Bindaetteok is made with mung bean powder, pork, and steamed cabbages. It can be eaten alone as it is already well seasoned, but some people like to dip it in either pickled clams or soy sauce. Kimchimaribap is a crisp, clean soup. It is made with kimchi and ice, along with various other flavorings. The cool refreshing tastes cool you down to the heart, leaving you wanting more. To make it mix the Kimchi, cold Kimchi soup, and rice with your spoon and eat.

Hwanghae-do is North Korea’s granary province, and has more food varieties than any other region. People there have traditionally liked eating a jeollado, a banquet with many kinds of foods.

Roast Pork Belly is popular. Alek Sigley wrote: “Just like in South Korea, meat is eaten wrapped in lettuce leaf with slices of garlic. The pork belly comes with a brilliant ssamjang sauce (although it is called something different in the North), and compares favorably to what I’d often eat during the several years I lived in Seoul.” [Source: Alek Sigley, NK News, Tongil Tours, June 20, 2019; Alek Sigley, founder of Tongil Tours and postgraduate student at Kim Il Sung University]

Clams with Petrol, Cow Belly Meat and Catsup Soup

Simon Cockerell, who has been to North Korea, more than 150 times, told Munchies: "On the east coast, North Koreans cook clams on a sheet of metal. On the west coast, they pour petrol over them and set them on fire. Then they put more petrol on and keep going until they think it's done. They open them by smashing them on the ground, like the apes at the beginning of “2001: A Space Odyssey.” They always let the driver [of a tour group] cook, as if because he drives he's the only one who knows how to handle this exceedingly dangerous volatile material. The clams stink and taste of petrol, and you sometimes get one that was partly sealed, with un-burned petrol still inside. That's the game you play." [Source: Jamie Fullerton, Muchies,February 2016,, January 11, 2017]

One of the most popular and most frequently consumed soups in North Korean and the Korean areas of China is called big catsup soup. It is made from catsup, vegetables, edible seaweed, shallot, garlic and water. Sometimes, it is also made with meat or fish of various kinds. Big catsup soup, it is said, is not only tasty, but also whets the appetite and invigorates the function of the spleen, which is good for the health. [Source: Liu Jun, Museum of Nationalities, Central University for Nationalities, Science of China,]

Eobokjaengban is favorite in the Pyongyang area. At restaurants each morning, the chef sets out to gather 90~120 kilograms of cow belly meat and meat from the cow’s milk producing region, and boils it with onions and garlic. The chef then removes the fatty oils produced in the process and uses the broth for their naengmyeon and Eobokjaengban broths. The clean-tasting, grease-less meat is cut into thin slices covering the bottom of the dish, soon topped with mushrooms, crown daisies, jujubes, and a variety of other vegetables, and finally showered with the prepared broth to create the Eobokjaengban.

According to Korea Tourist Organization: Eobokjaengban is prepared in a brass pot. The yellow color of the pot not only stimulates one’s appetite, but also evenly heats the food with alcohol. This dish is extremely popular, as it is a health food enjoyed in the absence of greasy oils. When the broth comes to a boil, take the meat and vegetables, dip it in the sauce, and eat. Occasionally take some broth from the pot and enjoy it off your plate. If there is not enough food, you may also order additional portions of dumplings or noodles and add it to the pot to eat after they have boiled.

Kimchi in North Korea

Kimchi — the pungent, often hot, mixture of fermented and pickled vegetables, often cabbage — is eaten everywhere in Korea, including North Korea. It has traditionally been eaten everyday at every meal including breakfast but this practice less common in the north than in the south as food is more plentiful and comes in a wide variety throughout the year in the south. Koreans say, kimchi is high in vitamins C, B1 and B2 and has a lot of fiber but few calories."We have lived with kimchi for centuries," one Korean woman told the Los Angeles Times. "It has become part of bodies. If you don't have it, your digestion process slows and your mouth feels out-of-sorts."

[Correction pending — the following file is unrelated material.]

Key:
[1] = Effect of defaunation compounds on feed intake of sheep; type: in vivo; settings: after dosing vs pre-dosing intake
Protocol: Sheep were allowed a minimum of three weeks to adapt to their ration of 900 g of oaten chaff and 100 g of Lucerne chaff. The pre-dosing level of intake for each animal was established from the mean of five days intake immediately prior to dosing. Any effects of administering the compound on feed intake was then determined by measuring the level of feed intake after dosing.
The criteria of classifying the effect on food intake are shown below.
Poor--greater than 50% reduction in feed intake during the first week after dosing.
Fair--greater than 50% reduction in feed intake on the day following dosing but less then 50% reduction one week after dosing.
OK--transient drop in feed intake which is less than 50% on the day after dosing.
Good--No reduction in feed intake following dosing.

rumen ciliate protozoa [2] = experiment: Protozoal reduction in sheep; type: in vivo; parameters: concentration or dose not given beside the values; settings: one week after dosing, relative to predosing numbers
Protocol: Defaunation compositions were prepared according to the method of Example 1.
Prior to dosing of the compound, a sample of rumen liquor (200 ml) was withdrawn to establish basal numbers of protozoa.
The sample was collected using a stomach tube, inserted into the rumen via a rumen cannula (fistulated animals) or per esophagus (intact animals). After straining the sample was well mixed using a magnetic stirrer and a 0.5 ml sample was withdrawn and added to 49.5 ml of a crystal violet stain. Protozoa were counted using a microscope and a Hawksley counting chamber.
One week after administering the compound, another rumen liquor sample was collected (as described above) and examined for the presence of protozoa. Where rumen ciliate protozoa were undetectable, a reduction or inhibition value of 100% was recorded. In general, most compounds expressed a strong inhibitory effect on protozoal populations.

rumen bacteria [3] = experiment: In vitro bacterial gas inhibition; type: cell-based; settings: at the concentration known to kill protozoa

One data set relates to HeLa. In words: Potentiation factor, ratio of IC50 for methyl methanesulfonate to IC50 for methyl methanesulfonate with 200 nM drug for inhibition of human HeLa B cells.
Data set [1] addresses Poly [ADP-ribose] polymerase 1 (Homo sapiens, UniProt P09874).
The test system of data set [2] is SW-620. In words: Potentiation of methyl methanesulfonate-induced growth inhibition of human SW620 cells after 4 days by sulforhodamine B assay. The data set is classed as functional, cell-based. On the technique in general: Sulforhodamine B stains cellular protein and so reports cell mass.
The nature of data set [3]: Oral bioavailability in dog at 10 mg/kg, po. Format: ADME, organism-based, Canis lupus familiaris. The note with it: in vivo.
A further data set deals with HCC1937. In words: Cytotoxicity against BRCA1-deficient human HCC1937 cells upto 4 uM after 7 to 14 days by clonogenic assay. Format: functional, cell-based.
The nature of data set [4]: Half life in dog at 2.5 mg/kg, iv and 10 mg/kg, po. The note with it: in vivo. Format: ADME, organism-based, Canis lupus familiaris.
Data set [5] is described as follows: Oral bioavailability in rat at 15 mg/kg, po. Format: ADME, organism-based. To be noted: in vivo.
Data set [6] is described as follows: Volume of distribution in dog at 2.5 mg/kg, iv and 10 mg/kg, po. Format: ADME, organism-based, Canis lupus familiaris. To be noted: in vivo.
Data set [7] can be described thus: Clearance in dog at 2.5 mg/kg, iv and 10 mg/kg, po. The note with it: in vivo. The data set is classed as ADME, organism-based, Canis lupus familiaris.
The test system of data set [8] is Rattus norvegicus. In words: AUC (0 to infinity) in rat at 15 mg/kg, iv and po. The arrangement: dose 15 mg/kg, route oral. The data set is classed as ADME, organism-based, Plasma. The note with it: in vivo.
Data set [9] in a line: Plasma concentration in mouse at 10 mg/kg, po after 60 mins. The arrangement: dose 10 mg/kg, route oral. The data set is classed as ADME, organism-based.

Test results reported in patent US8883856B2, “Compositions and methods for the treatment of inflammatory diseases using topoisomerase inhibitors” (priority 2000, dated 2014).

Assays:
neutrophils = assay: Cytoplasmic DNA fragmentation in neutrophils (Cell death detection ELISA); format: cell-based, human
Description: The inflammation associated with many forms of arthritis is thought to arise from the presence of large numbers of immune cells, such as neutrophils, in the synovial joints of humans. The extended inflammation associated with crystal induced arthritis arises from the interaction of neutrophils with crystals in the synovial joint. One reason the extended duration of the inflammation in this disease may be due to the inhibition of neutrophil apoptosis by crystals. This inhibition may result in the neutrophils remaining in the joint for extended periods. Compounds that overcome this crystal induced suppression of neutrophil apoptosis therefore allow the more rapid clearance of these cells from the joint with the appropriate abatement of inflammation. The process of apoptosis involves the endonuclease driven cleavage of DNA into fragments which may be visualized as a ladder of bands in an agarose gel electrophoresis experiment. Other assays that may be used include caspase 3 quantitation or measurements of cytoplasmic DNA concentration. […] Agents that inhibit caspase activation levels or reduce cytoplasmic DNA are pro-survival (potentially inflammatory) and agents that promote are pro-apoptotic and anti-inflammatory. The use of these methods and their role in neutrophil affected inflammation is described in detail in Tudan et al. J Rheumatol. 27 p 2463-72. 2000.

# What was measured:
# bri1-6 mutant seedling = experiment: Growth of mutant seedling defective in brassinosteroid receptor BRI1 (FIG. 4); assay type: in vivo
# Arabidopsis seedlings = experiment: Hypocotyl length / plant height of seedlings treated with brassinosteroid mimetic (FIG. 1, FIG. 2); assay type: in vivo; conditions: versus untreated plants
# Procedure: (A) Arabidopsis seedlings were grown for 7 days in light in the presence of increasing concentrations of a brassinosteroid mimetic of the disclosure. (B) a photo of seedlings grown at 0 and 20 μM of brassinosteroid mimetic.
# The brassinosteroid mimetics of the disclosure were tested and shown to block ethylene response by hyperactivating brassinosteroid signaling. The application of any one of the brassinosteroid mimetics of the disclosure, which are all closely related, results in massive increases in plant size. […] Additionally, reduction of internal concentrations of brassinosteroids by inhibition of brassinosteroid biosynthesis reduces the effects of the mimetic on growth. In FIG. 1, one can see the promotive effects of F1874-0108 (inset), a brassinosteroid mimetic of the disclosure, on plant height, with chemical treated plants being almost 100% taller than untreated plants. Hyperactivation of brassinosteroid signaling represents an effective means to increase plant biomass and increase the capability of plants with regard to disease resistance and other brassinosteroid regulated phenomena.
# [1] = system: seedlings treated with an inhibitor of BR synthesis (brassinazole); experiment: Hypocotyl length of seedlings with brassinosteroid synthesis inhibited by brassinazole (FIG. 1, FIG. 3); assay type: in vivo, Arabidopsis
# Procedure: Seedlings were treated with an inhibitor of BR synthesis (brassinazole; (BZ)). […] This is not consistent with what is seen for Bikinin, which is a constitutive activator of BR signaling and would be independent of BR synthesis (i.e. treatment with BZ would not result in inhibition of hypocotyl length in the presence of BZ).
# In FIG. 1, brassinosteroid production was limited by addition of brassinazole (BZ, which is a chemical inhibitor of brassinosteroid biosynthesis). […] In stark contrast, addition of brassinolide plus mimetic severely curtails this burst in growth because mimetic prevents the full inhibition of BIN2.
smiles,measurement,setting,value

Simon Cockerell told Munchies: “If North Koreans can get hold of kimchi, they will eat it with every meal. It keeps well — it's made of simple ingredients and can be buried in the ground: an early form of refrigeration. North Korean kimchi is usually spicier than South Korean kimchi. My company has hosted lots of Koreans in China, and if they eat a few meals without kimchi, they get antsy. I know Koreans who worked in Mauritius. One said it was a paradise because they had cheap fruit and meat and lovely weather, but the worst thing about it was that cabbages cost so much there. It was all they spent their money on. But 'don't eat the cabbages' is an inconceivable thing to say to a North Korean." [Source: Jamie Fullerton, Muchies, February 2016,, January 11, 2017]

The Tradition of kimchi-making in the Democratic People's Republic of Korea (North Korea) was inscribed in 2015 on the Representative List of the Intangible Cultural Heritage of Humanity According to UNESCO: The tradition of kimchi-making has hundreds of variants. It is served daily but also on special occasions such as weddings, holidays, birthday parties, memorial services and State banquets. Although differences in local climatic conditions and household preferences and customs result in variations in ingredients and recipes, kimchi-making is a common custom nationwide. Kimchi-making is mainly transmitted from mothers to daughters or mothers-in-law to daughters-in-law, or orally among housewives. Kimchi-related knowledge and skills are also transferred among neighbours, relatives or other members of the society who work collectively, sharing know-how and materials, to prepare large quantities of kimchi for the winter months. This activity, known as kimjang, boosts cooperation among families, villages and communities, contributing to social cohesion. Kimchi-making brings to the bearers a sense of joy and pride, as well as respect for the natural environment, encouraging them to lead their lives in harmony with nature.